More people are eager to interact with nature and some are looking for that up-close encounter with turtles.

Anthony Tortoriello is known as the "hono whisperer" on social media, where he posts photos of his turtle photography. he uses a zoom lens to keep a safe distance, but has confronted many people on the beach getting too close. 

"It happens all the time people will be sitting an inch away, sitting on them, resting on them," said Tortoriello. "They just have no guidance. The tour guides aren't doing their job bottom line they're not informing what acceptable behavior is around our honu."

Joseph Murphy is the president of the volunteer group Malama na Honu. He keeps a close eye on people swimming near see turtles.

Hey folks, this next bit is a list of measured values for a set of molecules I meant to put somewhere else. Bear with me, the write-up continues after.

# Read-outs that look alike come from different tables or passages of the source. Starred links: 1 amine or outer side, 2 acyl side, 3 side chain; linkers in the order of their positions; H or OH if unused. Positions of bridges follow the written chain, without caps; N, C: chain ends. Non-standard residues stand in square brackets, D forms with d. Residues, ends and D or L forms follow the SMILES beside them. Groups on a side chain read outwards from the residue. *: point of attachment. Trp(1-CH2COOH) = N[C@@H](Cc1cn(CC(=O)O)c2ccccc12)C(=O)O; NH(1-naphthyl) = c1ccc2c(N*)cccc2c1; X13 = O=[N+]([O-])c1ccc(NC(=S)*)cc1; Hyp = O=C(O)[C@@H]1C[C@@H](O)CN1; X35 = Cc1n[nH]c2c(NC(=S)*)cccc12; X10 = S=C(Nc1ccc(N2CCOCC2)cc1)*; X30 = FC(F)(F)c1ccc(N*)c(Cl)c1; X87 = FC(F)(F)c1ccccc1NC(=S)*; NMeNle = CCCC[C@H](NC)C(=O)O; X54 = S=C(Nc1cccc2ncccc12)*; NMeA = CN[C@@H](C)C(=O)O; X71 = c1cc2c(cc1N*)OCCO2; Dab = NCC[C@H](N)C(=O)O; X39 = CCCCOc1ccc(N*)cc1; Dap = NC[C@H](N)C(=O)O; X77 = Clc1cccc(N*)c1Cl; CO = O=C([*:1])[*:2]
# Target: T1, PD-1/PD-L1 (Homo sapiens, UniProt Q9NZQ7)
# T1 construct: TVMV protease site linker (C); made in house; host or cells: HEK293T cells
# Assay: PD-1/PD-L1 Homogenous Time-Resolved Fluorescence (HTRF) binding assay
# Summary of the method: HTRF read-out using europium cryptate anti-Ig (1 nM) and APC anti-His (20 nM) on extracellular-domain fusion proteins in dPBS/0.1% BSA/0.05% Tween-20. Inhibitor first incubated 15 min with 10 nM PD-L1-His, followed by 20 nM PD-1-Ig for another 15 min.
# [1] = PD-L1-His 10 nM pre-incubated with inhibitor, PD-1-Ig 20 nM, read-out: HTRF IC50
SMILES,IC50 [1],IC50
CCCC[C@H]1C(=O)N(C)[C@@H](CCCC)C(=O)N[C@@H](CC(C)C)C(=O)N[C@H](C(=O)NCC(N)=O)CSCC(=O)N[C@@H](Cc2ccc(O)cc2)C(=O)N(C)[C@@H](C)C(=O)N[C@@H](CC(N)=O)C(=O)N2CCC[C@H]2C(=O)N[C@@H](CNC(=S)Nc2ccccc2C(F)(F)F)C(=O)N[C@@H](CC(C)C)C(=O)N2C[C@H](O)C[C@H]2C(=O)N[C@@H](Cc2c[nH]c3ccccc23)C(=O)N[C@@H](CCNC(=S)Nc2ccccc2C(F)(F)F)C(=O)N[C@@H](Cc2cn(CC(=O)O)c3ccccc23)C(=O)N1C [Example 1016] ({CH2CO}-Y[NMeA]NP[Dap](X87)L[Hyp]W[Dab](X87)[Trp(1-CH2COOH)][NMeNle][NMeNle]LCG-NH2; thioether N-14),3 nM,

"We're getting reports from all over the island that people are going into the water and pulling turtles out at beaches where they bask, people are sitting on them, using them for drums, pulling their tails and we're getting many many more reports than we have in recent years."

Murphy says the harassment causes harm and stress to the turtles, which interferes with their activities, even causing them to stop eating. The National Oceanic and Atmospheric Administration recommends observing turtles from at least 10 feet away.